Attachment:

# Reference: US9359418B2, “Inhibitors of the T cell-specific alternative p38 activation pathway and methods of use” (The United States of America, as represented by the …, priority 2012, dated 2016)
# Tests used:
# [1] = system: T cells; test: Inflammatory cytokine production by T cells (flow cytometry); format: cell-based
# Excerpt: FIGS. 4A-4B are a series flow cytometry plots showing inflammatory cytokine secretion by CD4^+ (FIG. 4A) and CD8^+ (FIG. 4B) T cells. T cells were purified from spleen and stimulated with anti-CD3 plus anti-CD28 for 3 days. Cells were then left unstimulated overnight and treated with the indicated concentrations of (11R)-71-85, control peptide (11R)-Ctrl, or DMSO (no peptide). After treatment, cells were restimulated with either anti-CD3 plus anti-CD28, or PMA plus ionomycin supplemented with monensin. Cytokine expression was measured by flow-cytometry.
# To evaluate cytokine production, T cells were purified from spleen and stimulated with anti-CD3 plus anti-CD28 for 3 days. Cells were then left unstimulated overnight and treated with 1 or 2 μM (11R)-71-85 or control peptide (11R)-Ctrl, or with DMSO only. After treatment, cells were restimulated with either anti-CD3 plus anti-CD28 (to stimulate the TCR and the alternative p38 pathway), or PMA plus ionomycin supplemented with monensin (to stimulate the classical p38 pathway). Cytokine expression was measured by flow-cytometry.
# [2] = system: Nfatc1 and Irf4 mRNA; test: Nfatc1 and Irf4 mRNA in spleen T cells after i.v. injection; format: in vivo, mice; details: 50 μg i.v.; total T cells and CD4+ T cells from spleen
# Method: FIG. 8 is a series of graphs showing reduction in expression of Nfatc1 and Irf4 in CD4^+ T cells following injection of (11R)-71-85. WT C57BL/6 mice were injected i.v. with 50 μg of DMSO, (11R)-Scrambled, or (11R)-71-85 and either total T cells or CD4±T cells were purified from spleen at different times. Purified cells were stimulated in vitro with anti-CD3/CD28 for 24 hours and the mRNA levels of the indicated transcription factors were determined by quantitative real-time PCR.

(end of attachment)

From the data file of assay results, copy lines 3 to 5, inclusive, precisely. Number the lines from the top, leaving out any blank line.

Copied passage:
# [1] = system: T cells; test: Inflammatory cytokine production by T cells (flow cytometry); format: cell-based
# Excerpt: FIGS. 4A-4B are a series flow cytometry plots showing inflammatory cytokine secretion by CD4^+ (FIG. 4A) and CD8^+ (FIG. 4B) T cells. T cells were purified from spleen and stimulated with anti-CD3 plus anti-CD28 for 3 days. Cells were then left unstimulated overnight and treated with the indicated concentrations of (11R)-71-85, control peptide (11R)-Ctrl, or DMSO (no peptide). After treatment, cells were restimulated with either anti-CD3 plus anti-CD28, or PMA plus ionomycin supplemented with monensin. Cytokine expression was measured by flow-cytometry.
# To evaluate cytokine production, T cells were purified from spleen and stimulated with anti-CD3 plus anti-CD28 for 3 days. Cells were then left unstimulated overnight and treated with 1 or 2 μM (11R)-71-85 or control peptide (11R)-Ctrl, or with DMSO only. After treatment, cells were restimulated with either anti-CD3 plus anti-CD28 (to stimulate the TCR and the alternative p38 pathway), or PMA plus ionomycin supplemented with monensin (to stimulate the classical p38 pathway). Cytokine expression was measured by flow-cytometry.